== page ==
Welcome to the first Engineers of Innovation BLOG.
Who are we?
Engineers of Innovation is an alumni society of the Amsterdam university of applied sciences. The society aims to teach her members about multiple disciplines of mechanical and electrical engineering by building and competing in solar boat races. The main goal for our solar boat is that it sails as efficient as possible, this is not solely done by optimizing the drive train. There are other factors that consume power as well, like the friction with the water, peripheral electronics and the race strategy.
In this BLOG.
We will elaborate on our latest circuit board, from concept to fully assembled board, and our cooperation with Eurocircuits.
Data Logging system requirements.
Our first design is a data logging system which logs the data generated by the electronics in the boat like: the battery, MPPT’s and even the throttle. The data generated by the electronics is transmitted over the CAN bus lines so it makes sense that the datalogging system can read from the CAN bus. But there were a lot of other requirements for this design as well.
At the start of the project we had a meeting where the requirements were drafted as follows:
Supply voltage 12 volts – 32 volts
Can communicate over at least two separate CAN busses
Writes to at least two SD cards for redundancy
Communicates over internet (3G / 4G)
GPS signal reception
Backup power supply used for safe shutdown
Possibility to connect an LCD display
On board IMU
Linux and communication on board.
We wanted to run Linux on the system to shorten development time when writing the software, the disadvantage here is that a lot of microprocessors that run Linux have come in a BGA package which makes them pretty hard to solder by hand. We searched online for a system on module that can run Linux, has enough I/O pins and peripherals that support CAN, MMC, UART, Ethernet, SPI, I2C, USB and an LCD. In the end we chose the Acme Acqua D36 board for use in our application.
For GPS and 3G / 4G communication we chose to use a modem in mini-PCIE form factor so we can update the modem when new functionalities like 5G are rolled out.
Schematics and Layout.
The next step in the design is drawing the schematics and selection of the components surrounding the Acqua board such as the voltage regulators, CAN transceivers and ESD protection. This part of the design takes up the most time and manpower because all parts have to be compared against each other to make sure the most efficient and best fitted part are used.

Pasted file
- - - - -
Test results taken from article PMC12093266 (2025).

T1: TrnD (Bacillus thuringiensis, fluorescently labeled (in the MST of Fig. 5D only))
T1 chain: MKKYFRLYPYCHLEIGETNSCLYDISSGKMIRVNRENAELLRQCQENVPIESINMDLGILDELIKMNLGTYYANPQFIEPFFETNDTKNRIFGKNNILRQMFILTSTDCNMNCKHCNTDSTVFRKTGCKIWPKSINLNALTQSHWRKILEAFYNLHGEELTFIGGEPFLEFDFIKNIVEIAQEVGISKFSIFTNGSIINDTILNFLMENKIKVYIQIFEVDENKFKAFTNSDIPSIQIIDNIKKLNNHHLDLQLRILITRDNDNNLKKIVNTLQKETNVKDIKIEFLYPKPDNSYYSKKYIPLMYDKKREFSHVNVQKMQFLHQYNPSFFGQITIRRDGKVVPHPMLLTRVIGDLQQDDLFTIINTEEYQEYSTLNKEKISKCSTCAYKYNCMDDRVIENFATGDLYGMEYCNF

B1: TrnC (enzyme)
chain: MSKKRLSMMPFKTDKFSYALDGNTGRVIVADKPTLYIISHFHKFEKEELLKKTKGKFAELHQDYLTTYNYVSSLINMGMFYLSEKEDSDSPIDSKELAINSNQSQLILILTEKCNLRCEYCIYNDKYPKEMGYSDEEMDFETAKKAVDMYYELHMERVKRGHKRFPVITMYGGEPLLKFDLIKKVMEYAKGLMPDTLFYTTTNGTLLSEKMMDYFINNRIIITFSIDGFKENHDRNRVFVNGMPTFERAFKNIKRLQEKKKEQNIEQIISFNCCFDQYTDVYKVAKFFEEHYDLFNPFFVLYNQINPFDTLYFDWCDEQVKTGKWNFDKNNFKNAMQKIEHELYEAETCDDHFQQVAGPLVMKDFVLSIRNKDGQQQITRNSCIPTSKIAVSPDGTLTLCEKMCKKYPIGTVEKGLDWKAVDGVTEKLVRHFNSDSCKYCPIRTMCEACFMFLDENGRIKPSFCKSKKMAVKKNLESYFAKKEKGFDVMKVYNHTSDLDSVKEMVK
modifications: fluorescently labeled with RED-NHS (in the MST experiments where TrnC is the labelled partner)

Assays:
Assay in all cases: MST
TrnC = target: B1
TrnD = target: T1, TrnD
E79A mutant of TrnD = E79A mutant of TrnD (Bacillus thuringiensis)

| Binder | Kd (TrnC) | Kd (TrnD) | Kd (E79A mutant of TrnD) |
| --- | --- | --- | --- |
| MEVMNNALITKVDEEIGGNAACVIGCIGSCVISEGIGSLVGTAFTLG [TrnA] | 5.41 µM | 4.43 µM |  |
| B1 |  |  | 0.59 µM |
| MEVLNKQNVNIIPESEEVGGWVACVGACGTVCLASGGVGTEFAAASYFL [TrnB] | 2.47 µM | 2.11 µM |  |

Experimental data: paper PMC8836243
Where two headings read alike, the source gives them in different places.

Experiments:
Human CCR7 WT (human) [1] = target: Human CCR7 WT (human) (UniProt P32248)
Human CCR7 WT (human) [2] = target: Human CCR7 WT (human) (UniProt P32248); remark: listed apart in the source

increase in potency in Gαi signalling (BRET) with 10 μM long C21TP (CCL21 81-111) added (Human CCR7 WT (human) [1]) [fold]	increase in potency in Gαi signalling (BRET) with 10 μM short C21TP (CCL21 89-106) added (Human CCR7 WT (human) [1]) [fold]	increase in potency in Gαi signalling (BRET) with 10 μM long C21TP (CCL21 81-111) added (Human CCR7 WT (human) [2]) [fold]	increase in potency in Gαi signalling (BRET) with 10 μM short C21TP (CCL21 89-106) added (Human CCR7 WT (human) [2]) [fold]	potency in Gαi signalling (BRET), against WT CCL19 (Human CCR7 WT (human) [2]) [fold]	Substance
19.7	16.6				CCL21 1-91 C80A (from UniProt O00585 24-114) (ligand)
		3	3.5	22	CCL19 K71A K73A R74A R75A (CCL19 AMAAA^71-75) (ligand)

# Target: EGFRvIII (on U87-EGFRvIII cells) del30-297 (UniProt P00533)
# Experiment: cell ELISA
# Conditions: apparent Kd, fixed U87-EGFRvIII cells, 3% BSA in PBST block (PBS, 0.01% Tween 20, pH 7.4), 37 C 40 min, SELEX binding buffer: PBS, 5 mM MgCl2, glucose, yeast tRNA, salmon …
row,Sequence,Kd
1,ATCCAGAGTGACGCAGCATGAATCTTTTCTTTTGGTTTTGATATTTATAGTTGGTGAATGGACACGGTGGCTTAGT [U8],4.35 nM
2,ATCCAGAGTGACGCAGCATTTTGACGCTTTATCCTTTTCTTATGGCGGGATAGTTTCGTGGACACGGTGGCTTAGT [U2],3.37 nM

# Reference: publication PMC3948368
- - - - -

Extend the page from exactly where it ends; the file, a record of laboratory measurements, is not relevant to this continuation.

After the schematic design is complete the design has to be checked and approved by other members of the society before the process continues in the PCB design environment. The design of the PCB took a couple of nights.
First job in the layout phase is placing the components, to see where they fit best and the minimum amount of via’s is necessary in the signal traces. When the rough layout is known, the connecting traces are drawn, usually starting from the highest frequency or sensitive signal and working down to DC.
Posted below are a couple of screengrabs from the datalogging system design process. When the electrical part of the design is finished, we start with the design of the solder mask to make sure the sponsors that are helping us creating the board are on it, as well as some jokes made in those late nights of designing the board.
13-06-2018, rough component placement
21-06-2018, almost done
19-06-2018, halfway through
24-06-2018, checked and approved
Check and double check.
Once the design is finished, the design is checked with a design rule check program before another member of the society checks the layout to make sure it all looks alright. When the design is approved, the Gerber files are generated and uploaded in our Eurocircuits customer account.
In our online account we have a lot of options to choose from to make sure our circuit board looks and behaves the way we had in mind while designing . These options can help with the electrical characteristics of the board, like fine tuning the copper thickness of the traces to ensure the calculated impedance of our signals is exactly as we need it to be. Other options like determining the surface finish or the thickness of the solder paste stencil help us during the production process. Selecting the soldermask colour ensures that our circuit boards always look cool.
3D rendering of the circuit board in the design stage
3D rendering of the circuit board in the design stage
Populating the boards.
After the circuit boards have been received by mail we started with the component placement. For the datalogging system we only use a stencil for the top side since most IC’s on the bottom side are SOIC packages which are easy to do by hand. For the top side of the board, a stencil was used to apply solder paste. This method is faster, easier and ensures that the right amount of paste is applied to the pads. After placing the components on the board by hand the boards are placed in a reflow oven which heats up and transforms the paste into solder. When the boards are done the through hole components can be placed and the board can be tested.
When the board is completely tested the CAD files can be requested free of charge upon agreement that the files will not be used for commercial purposes in any way. More information on this can be found here.
top side of the blank datalogger(s)
bottom side of the blank datalogger(s)
The fully assembled circuit board
The finished circuit board with LCD
We would like to thank Eurocircuits for making it possible for us to create systems which will help us to improve and reach our goal to sail as efficient as possible!
Willem van der Kooij and Remco Vink Alumnivereniging Engineers of Innovation Weesperzijde 190, 1097 DZ, Amsterdam – website
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